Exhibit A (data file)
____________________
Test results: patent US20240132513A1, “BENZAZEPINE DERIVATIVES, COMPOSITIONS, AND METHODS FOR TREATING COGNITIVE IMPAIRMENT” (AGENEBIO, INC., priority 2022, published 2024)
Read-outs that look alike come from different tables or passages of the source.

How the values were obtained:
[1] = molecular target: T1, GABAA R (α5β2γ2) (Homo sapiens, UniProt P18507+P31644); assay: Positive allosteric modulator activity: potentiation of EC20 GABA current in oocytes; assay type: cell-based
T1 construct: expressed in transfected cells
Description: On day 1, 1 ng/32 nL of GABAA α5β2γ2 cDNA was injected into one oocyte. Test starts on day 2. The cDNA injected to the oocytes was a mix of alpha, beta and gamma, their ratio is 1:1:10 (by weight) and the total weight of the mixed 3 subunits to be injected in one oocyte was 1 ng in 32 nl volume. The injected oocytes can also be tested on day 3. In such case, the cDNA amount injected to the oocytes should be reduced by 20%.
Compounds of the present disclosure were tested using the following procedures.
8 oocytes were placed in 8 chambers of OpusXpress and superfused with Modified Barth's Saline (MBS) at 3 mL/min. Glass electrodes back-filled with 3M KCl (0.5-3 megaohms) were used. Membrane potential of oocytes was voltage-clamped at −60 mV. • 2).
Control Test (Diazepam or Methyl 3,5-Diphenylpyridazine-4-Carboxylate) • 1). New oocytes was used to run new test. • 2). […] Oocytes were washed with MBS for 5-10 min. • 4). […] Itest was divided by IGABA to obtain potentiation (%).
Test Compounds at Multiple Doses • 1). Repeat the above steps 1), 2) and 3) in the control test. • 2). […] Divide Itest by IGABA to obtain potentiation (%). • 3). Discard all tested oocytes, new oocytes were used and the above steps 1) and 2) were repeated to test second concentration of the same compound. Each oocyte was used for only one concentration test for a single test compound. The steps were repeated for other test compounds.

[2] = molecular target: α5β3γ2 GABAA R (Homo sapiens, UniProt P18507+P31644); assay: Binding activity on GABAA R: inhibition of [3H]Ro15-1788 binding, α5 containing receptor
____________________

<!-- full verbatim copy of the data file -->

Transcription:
Test results: patent US20240132513A1, “BENZAZEPINE DERIVATIVES, COMPOSITIONS, AND METHODS FOR TREATING COGNITIVE IMPAIRMENT” (AGENEBIO, INC., priority 2022, published 2024)
Read-outs that look alike come from different tables or passages of the source.

How the values were obtained:
[1] = molecular target: T1, GABAA R (α5β2γ2) (Homo sapiens, UniProt P18507+P31644); assay: Positive allosteric modulator activity: potentiation of EC20 GABA current in oocytes; assay type: cell-based
T1 construct: expressed in transfected cells
Description: On day 1, 1 ng/32 nL of GABAA α5β2γ2 cDNA was injected into one oocyte. Test starts on day 2. The cDNA injected to the oocytes was a mix of alpha, beta and gamma, their ratio is 1:1:10 (by weight) and the total weight of the mixed 3 subunits to be injected in one oocyte was 1 ng in 32 nl volume. The injected oocytes can also be tested on day 3. In such case, the cDNA amount injected to the oocytes should be reduced by 20%.
Compounds of the present disclosure were tested using the following procedures.
8 oocytes were placed in 8 chambers of OpusXpress and superfused with Modified Barth's Saline (MBS) at 3 mL/min. Glass electrodes back-filled with 3M KCl (0.5-3 megaohms) were used. Membrane potential of oocytes was voltage-clamped at −60 mV. • 2).
Control Test (Diazepam or Methyl 3,5-Diphenylpyridazine-4-Carboxylate) • 1). New oocytes was used to run new test. • 2). […] Oocytes were washed with MBS for 5-10 min. • 4). […] Itest was divided by IGABA to obtain potentiation (%).
Test Compounds at Multiple Doses • 1). Repeat the above steps 1), 2) and 3) in the control test. • 2). […] Divide Itest by IGABA to obtain potentiation (%). • 3). Discard all tested oocytes, new oocytes were used and the above steps 1) and 2) were repeated to test second concentration of the same compound. Each oocyte was used for only one concentration test for a single test compound. The steps were repeated for other test compounds.

[2] = molecular target: α5β3γ2 GABAA R (Homo sapiens, UniProt P18507+P31644); assay: Binding activity on GABAA R: inhibition of [3H]Ro15-1788 binding, α5 containing receptor